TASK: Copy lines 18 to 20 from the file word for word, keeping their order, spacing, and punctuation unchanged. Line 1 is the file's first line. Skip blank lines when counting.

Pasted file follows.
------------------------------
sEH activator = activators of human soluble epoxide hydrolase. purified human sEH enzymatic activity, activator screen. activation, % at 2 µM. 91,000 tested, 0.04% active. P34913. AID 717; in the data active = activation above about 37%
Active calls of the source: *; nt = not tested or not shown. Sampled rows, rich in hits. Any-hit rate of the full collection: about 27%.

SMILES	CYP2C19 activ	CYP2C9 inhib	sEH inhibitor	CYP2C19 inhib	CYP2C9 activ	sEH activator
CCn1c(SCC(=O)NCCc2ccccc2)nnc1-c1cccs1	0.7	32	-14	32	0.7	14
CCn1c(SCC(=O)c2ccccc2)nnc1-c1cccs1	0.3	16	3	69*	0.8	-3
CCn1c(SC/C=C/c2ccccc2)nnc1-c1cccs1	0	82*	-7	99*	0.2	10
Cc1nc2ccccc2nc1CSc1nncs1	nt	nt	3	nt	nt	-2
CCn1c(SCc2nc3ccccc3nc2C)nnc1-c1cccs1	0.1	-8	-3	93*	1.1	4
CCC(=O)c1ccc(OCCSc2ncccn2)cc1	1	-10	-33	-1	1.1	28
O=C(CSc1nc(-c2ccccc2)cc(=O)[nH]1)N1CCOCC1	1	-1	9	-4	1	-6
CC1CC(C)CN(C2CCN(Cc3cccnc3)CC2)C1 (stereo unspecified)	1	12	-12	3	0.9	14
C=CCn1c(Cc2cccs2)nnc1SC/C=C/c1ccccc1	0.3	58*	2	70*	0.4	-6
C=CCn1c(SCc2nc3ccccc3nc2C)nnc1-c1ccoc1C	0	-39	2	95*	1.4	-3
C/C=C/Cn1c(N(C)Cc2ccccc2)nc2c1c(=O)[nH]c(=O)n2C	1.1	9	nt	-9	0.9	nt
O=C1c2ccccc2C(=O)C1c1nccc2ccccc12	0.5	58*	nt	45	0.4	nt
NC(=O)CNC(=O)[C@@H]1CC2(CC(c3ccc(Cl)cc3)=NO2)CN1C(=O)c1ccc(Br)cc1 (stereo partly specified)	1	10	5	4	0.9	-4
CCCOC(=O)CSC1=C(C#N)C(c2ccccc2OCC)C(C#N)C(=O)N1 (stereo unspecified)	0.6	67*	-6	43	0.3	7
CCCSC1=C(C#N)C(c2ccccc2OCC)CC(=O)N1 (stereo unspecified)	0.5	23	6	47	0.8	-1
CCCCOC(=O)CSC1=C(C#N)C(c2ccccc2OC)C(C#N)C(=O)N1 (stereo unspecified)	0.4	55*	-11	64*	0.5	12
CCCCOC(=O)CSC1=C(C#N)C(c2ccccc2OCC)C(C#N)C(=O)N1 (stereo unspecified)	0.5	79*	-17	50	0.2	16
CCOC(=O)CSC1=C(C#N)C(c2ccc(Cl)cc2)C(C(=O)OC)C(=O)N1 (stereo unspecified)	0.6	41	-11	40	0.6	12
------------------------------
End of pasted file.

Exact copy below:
CCCSC1=C(C#N)C(c2ccccc2OCC)CC(=O)N1 (stereo unspecified)	0.5	23	6	47	0.8	-1
CCCCOC(=O)CSC1=C(C#N)C(c2ccccc2OC)C(C#N)C(=O)N1 (stereo unspecified)	0.4	55*	-11	64*	0.5	12
CCCCOC(=O)CSC1=C(C#N)C(c2ccccc2OCC)C(C#N)C(=O)N1 (stereo unspecified)	0.5	79*	-17	50	0.2	16